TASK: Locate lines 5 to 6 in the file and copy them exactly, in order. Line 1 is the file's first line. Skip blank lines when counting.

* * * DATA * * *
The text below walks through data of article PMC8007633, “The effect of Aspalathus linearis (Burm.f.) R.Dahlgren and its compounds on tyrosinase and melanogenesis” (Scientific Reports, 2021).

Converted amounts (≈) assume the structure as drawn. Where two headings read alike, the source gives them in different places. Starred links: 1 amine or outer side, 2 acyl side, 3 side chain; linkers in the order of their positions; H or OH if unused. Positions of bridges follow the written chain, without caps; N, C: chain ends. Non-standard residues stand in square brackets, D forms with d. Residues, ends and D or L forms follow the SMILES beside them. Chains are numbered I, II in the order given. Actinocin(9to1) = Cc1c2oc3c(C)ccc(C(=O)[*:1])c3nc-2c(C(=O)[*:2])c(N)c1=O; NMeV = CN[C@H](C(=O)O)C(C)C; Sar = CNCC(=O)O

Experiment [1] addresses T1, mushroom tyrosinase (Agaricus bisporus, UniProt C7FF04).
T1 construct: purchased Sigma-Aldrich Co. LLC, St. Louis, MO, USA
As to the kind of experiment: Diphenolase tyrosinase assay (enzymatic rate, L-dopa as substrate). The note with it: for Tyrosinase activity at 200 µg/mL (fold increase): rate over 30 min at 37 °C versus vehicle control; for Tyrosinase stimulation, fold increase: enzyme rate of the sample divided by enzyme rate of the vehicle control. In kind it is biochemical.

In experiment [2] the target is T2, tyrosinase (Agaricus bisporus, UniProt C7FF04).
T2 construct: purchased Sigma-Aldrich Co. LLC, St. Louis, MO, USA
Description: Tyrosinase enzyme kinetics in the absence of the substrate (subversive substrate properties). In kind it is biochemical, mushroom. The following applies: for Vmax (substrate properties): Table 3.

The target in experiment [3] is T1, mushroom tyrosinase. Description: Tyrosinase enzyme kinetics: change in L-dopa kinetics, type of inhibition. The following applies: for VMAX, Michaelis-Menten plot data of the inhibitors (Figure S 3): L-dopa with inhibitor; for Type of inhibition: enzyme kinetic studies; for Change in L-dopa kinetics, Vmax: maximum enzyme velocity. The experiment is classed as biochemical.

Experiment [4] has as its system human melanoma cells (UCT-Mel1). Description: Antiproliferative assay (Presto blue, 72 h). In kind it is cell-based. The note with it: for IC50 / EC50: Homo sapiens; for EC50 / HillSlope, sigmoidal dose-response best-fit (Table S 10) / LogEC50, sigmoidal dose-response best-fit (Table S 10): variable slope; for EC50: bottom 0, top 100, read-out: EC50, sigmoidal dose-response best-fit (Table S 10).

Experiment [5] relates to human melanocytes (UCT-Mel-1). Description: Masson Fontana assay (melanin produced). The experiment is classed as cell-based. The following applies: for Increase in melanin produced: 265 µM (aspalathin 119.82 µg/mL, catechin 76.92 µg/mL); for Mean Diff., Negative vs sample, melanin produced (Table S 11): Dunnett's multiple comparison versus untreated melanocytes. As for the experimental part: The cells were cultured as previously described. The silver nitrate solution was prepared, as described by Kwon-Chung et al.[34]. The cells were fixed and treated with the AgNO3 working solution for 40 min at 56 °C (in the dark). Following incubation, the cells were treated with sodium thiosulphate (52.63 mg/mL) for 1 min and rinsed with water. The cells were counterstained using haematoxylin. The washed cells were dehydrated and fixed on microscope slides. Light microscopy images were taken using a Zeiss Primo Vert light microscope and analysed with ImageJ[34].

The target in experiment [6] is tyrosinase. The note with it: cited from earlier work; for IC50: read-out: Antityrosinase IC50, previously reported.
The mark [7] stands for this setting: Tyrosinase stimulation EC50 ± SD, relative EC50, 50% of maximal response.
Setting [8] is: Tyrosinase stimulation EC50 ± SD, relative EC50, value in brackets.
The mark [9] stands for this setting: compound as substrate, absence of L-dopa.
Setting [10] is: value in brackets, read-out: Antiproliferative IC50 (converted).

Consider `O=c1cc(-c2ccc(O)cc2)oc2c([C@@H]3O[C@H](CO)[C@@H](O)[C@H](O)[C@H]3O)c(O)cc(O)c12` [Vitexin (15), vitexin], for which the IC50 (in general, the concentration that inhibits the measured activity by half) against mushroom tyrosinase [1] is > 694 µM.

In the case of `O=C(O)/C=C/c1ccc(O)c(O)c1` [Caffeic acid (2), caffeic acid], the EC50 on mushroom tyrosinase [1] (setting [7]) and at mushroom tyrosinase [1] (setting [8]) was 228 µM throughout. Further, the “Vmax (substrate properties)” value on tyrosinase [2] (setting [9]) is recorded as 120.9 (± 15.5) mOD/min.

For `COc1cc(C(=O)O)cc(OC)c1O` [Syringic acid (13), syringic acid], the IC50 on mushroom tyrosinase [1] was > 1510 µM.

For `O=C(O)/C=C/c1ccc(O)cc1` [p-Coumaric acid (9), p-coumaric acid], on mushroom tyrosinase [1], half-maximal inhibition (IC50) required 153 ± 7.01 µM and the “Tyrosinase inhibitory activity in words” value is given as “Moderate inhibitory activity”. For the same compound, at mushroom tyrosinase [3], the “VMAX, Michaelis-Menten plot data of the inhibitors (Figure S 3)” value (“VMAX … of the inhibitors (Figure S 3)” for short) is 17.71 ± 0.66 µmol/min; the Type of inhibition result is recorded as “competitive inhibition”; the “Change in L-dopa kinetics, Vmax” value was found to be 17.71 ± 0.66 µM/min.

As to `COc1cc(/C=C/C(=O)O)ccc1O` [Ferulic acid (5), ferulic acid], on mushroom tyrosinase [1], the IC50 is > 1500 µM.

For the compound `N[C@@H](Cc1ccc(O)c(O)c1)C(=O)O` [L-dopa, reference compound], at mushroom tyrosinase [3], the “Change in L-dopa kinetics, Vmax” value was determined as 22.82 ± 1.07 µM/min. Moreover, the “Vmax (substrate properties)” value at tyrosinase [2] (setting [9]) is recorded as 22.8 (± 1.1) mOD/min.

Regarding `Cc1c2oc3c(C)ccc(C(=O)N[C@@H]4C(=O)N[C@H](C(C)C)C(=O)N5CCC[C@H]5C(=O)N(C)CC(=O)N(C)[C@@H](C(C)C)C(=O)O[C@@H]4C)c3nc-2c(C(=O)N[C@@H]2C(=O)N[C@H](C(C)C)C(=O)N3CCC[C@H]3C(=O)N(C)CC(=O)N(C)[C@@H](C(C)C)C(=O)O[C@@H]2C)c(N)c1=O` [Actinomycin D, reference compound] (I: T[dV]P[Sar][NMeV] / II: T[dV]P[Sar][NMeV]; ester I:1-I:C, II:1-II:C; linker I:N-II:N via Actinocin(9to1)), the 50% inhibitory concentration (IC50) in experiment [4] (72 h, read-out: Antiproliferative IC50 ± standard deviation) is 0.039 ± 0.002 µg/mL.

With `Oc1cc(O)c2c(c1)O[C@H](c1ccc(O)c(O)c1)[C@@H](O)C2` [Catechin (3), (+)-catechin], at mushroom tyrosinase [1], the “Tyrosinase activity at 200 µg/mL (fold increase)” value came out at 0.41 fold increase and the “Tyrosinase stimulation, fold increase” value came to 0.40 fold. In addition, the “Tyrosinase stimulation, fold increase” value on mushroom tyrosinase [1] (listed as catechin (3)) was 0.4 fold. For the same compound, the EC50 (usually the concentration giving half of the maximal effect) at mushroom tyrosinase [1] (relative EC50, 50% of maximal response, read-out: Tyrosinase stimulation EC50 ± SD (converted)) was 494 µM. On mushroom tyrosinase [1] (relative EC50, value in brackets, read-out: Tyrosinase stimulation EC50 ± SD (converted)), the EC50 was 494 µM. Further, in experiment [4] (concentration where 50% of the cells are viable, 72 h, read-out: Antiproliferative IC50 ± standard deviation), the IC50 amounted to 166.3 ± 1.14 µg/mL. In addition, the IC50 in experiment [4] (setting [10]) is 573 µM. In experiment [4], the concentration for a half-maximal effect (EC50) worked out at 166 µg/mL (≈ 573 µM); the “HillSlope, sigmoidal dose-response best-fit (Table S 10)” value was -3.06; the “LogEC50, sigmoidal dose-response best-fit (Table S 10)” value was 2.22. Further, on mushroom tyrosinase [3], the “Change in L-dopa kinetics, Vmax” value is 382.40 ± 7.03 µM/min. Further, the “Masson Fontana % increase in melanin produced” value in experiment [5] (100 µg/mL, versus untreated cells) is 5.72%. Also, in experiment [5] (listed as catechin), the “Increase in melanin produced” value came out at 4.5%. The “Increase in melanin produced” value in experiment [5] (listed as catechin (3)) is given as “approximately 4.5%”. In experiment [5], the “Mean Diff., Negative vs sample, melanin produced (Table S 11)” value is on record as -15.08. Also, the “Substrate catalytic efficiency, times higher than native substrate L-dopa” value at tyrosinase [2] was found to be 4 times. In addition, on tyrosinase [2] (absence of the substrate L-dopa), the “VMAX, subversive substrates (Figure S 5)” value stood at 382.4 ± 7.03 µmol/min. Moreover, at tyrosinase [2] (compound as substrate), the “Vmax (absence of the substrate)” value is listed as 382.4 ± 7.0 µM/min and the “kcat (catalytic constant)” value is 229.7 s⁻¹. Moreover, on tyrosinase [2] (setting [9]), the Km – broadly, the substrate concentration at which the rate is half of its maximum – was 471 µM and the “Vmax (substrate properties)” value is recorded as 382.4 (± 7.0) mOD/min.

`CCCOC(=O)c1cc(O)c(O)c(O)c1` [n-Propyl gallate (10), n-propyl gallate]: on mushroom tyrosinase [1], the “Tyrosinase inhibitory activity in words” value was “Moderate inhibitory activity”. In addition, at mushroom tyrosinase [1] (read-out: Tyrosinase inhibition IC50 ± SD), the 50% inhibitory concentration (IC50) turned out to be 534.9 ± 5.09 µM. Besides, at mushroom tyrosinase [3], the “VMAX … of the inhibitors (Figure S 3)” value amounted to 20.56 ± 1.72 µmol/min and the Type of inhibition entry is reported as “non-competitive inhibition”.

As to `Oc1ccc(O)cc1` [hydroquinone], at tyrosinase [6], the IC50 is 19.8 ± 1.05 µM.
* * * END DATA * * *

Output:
As to the kind of experiment: Diphenolase tyrosinase assay (enzymatic rate, L-dopa as substrate). The note with it: for Tyrosinase activity at 200 µg/mL (fold increase): rate over 30 min at 37 °C versus vehicle control; for Tyrosinase stimulation, fold increase: enzyme rate of the sample divided by enzyme rate of the vehicle control. In kind it is biochemical.

In experiment [2] the target is T2, tyrosinase (Agaricus bisporus, UniProt C7FF04).